LONDON — Mohammad Omar Khalil was born in Khartoum, Sudan, in 1936. Known as a master printmaker (though he was also a painter), he followed his art studies in Sudan with training in printmaking and fresco painting in Florence, Italy. Based in New York since 1967, he has taught at New York’s National Center for Etching and the Moroccan Asilah Art Festival, all the while developing his own singular aesthetic.
Homeland Under My Nails: Mohammad Omar Khalil – Selected Prints (1964–Present) at London’s Mosaic Rooms, the first major UK survey of his work, opens with a statement reading: “I do not see color, I see light and dark … when I think of home, I do not see colors. Sudan has no color.” The first prints viewers encounter, such as “Marketplace” and “Sawakin” (both 1965), are saturated with darkness, composed of black aquatints pierced by slivers of light. These prints appear in the opening section, entitled “The Flood”; the name references a flood that hit Khartoum in 1988, destroying many of the artist’s early works that remained in his home country.
The darkness of these prints provides the groundwork for understanding the rest of Khalil’s work. Drawing out light and tone with different shades of black, he explained in a talk with journalist Maya Jaggi, “Sudan doesn’t have any color. We have green and the green is not color. The green is all gray because the sand fills the trees.”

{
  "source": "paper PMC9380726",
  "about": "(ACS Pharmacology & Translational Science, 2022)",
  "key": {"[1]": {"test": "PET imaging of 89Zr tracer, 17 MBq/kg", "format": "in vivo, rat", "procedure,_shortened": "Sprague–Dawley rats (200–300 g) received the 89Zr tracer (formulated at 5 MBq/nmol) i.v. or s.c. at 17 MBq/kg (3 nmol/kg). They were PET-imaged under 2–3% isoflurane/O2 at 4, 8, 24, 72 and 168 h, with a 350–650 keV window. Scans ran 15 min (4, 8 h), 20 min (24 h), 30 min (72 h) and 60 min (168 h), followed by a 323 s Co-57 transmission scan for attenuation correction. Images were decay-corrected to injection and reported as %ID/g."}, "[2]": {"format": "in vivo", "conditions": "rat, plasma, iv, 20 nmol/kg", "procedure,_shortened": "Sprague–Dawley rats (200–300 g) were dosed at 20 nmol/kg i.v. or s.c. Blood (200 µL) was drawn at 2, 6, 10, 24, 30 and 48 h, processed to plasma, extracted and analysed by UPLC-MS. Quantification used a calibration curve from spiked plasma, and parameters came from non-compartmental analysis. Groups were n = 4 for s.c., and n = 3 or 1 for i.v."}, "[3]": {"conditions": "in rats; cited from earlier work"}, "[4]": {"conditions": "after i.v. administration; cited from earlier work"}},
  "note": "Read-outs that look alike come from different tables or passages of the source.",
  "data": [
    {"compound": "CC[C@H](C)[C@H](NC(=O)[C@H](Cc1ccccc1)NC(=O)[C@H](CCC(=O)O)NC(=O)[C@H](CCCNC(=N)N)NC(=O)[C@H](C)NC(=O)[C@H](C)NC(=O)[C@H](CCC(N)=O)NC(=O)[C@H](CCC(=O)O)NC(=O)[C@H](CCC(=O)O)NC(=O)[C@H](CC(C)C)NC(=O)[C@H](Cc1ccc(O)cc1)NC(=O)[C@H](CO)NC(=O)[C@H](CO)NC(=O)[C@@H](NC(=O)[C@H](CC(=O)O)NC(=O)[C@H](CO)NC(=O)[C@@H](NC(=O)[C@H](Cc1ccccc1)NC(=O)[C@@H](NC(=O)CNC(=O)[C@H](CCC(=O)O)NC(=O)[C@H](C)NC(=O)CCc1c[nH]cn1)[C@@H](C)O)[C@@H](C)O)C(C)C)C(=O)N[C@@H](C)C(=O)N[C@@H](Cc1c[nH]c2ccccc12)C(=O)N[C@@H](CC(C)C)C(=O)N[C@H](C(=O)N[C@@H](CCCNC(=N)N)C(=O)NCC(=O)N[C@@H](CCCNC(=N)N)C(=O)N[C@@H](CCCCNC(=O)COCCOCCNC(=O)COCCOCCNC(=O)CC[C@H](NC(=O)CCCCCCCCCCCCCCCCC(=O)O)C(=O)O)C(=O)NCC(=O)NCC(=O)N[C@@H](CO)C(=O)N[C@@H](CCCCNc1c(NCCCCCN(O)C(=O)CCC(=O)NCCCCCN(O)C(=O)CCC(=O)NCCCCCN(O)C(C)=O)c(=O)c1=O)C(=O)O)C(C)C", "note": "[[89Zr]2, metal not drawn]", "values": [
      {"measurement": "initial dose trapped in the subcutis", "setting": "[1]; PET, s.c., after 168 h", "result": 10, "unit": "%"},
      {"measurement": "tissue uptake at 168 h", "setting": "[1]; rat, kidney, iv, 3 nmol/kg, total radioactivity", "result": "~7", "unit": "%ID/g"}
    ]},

Khalil continued to work with a grayscale palette long after settling in New York (as seen in his 1999 Harlem print series), where he worked in carpentry and printmaking before finding a job at the National Center for Etching. Yet eventually his encounters with new people and ideas prompted works like “Common Ground VII” (1985-1995) that incorporate color, as well as collage elements and references to pop culture.
In 1978 Khalil travelled to Morocco to take part in the first ever Asilah Arts Festival in Morocco, where he would return annually to serve as the festival’s head of studios, as well as running printmaking workshops and producing artworks including “Asilah Connection” (1992). In 1997, he made a monumental homage to Petra, “Petra VIII” — a triptych inspired by the magic of the historic kingdom — while creating illustrations to accompany prose by Syrian poet Adonis and Sudanese writer Tayeb Salih.
In addition to his art practice, Khalil has another great passion: music. At the Mosaic Rooms, the exhibition concludes with a gallery dedicated to musicians as diverse as Bob Dylan and Oum Kulthum (also spelled Umm Kulthum and Oum Kalthoum). Khalil used to listen to Bob Dylan in Sudan; he described the sound of his music as “mumbling.” This love of music is represented in a series of typically black works inspired by Dylan’s music, while the familiar face of Oum Kulthum makes an appearance in “Oum Kalthoum” (2008). The latter combines lithography, collage, and watercolor to form images of the Egyptian singer’s face, projecting the spirit of her legendary persona.